If you plan on visiting Canada, please be aware of new requirements to return into the United States.  Passports are required to travel across the border.  If you already have your passport, be sure to  bring it with you.  It will expedite your entry back into the United States.  People 18 and under are only required to present a birth certificate, or other documentation that proves their citizenship.  It is recommended that you have your documents out and ready for presentation to the Customs Officers.  Please don’t have it packed away in your suitcase!  Please visit either the Homeland Security website or Customs and Border Protection website for the most current and more detailed information.


Baileyville is well know for its wood and pulp industry, and Woodland Pulp, LLC is one of the largest employers in Washington County.  In the 1830s, the town manufactured oilcloth until the factory burned down in 1921.  Today, the pulp mill drives the economy along with retail businesses…


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Incorporated in 1809, Calais’s St. Croix Island was the first permanent settlement in Maine.  This settlement, though unsuccessful, can still be seen today.  It wasn’t until 1779 that Calais saw its first permanent settler…


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Grand Lake Stream

Known as Hinckley Township since 1854, the small village of Grand Lake Stream took its name after the 3 mile long stream that flows through it in 1870.  Although the first permanent settlers did not arrive until 1820…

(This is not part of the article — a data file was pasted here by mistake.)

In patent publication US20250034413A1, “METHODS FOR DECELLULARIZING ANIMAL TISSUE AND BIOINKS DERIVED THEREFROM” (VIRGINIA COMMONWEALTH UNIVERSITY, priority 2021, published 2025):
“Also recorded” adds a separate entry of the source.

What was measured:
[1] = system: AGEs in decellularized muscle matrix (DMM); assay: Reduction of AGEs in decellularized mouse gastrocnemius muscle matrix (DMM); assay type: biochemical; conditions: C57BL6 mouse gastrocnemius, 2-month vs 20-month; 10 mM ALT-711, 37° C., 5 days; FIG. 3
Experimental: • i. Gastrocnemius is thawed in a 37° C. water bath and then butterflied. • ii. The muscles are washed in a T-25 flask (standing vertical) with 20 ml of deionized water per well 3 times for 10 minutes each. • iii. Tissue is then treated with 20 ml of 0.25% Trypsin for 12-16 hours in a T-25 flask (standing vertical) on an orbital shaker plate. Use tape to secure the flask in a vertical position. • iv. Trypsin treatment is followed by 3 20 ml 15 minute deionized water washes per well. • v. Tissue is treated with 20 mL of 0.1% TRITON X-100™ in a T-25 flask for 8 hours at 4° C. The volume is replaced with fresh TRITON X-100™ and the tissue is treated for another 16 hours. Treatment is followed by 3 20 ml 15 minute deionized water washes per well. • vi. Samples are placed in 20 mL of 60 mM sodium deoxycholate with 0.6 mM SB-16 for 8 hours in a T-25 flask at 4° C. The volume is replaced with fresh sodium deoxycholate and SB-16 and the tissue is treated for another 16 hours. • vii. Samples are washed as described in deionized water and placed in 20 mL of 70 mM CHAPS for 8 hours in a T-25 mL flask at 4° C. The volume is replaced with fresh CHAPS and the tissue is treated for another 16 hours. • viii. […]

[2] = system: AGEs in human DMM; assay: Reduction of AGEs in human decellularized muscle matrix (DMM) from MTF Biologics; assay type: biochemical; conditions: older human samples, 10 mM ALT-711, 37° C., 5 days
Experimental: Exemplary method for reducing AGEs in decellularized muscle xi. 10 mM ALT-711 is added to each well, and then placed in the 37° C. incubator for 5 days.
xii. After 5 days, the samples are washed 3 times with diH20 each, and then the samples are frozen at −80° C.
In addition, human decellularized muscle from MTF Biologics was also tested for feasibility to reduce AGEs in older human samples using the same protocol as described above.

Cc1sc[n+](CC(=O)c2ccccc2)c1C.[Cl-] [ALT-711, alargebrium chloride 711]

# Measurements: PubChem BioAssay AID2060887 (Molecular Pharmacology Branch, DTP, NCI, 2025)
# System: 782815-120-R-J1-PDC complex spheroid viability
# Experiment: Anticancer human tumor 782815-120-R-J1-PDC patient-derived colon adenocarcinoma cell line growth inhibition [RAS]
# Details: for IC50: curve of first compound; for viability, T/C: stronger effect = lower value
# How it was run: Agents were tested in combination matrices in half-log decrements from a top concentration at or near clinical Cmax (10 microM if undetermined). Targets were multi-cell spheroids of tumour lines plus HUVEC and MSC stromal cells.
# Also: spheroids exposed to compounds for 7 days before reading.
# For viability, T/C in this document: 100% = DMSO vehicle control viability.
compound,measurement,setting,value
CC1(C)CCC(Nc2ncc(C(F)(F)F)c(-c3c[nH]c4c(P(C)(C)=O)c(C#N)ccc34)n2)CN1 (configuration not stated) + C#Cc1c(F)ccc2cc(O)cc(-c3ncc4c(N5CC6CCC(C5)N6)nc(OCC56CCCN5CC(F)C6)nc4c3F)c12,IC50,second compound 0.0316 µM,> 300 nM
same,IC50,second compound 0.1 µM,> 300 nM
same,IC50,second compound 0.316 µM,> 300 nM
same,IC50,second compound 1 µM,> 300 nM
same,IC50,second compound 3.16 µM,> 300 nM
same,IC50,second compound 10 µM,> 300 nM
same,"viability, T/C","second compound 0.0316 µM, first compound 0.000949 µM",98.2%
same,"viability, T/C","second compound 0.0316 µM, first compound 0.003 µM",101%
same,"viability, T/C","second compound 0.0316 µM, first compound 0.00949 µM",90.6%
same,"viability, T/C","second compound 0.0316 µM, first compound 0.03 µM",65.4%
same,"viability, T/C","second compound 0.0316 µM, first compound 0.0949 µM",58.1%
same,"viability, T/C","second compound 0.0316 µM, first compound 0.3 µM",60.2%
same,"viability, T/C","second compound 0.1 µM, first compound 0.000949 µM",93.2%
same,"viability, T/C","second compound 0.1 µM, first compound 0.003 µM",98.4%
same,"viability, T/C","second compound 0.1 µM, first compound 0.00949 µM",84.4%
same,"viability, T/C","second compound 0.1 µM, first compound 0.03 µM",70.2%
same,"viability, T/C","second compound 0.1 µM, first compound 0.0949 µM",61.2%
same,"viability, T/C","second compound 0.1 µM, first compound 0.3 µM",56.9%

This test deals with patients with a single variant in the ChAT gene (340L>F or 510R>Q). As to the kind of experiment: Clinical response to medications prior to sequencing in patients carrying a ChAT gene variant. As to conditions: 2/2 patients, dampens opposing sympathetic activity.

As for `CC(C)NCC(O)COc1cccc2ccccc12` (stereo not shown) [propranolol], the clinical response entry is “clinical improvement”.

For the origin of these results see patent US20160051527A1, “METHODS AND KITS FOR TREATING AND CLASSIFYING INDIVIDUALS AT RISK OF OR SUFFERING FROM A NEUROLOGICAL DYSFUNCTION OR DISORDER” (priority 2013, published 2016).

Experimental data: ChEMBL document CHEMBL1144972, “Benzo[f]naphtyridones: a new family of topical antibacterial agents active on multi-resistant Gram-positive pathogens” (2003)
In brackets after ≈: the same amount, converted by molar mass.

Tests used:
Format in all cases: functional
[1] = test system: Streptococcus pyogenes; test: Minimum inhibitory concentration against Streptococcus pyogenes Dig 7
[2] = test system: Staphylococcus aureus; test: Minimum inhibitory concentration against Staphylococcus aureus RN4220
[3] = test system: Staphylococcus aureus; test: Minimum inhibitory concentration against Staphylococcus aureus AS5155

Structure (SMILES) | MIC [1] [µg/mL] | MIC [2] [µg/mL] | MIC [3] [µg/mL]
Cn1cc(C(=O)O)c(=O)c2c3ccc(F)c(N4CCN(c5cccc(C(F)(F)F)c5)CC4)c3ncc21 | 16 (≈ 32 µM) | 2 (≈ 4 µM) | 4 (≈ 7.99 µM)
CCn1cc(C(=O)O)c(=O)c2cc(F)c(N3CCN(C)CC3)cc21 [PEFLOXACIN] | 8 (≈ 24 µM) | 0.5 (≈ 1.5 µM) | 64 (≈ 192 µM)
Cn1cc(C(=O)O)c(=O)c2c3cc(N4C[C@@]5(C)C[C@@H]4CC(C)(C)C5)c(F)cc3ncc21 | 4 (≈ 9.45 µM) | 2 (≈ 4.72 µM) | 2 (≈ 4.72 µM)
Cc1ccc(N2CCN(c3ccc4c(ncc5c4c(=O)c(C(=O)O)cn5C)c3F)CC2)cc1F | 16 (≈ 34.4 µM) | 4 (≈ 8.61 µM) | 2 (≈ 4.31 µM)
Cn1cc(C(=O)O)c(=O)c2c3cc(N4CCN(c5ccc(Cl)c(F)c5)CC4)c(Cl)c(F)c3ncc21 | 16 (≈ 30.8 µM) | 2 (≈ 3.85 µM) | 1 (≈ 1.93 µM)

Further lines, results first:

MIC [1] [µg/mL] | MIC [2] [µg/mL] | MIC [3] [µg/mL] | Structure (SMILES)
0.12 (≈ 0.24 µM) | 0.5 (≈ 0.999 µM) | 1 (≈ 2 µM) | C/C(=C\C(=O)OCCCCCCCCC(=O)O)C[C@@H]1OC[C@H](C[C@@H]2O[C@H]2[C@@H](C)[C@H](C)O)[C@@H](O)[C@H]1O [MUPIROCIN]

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Indian Township

Indian Township is one of two Passamaquoddy Reservations in Maine.  It was first settled by Captain Tomah Lewey of St. Andrews, New Brunswick in the late 1700s.  He and his family first settled on Lewey’s Island, and by the 1800s other tribal members…


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Like its namesake in Wales, Pembroke was historically a shipbuilding center due to its excellent harbor.  Settled in 1774 and incorporated in 1832, the small town was building ships as early as 1825…


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Named after War of 1812 hero Commodore Oliver Hazard Perry, the town was first settled in 1758 and incorporated in 1818 while the British held Eastport not 6 miles away.  The town has transitioned over the years from a shipyard to a…


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Incorporated in 1832, the Town of Princeton has historically been a sportsman’s paradise and a part of the lumber industry.  The town has close ties with its neighbors, Indian Township and Grand Lake Stream…


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Incorporated in 1811, Robbinston was historically a town of shipbuilders.  They turned to potatoes and fishing with the arrival of steam-power.  The waters around Robbinston are rich in trout and salmon along with pickerel and perch…


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The following are city/town contact numbers in the St. Croix Valley.  All numbers are in area code (207) except for New Brunswick, Canada which is area code (506) as noted at the bottom of the list.



Contact Number

Alexander 454-3011
Baileyville 427-3442
Calais 454-2521
Crawford 454-7105
Eastport 853-2300
Grand Lake Stream 796-2001
Indian Township 796-2301
Meddybemps 454-0065
Pembroke 726-4047
Perry 853-0779
Pleasant Point Reservation 853-2600
Princeton 796-2744
Robbinston 454-2877
St. Andrews, N.B. (506)-529-5120
St. Stephen, N.B. (506)-466-7700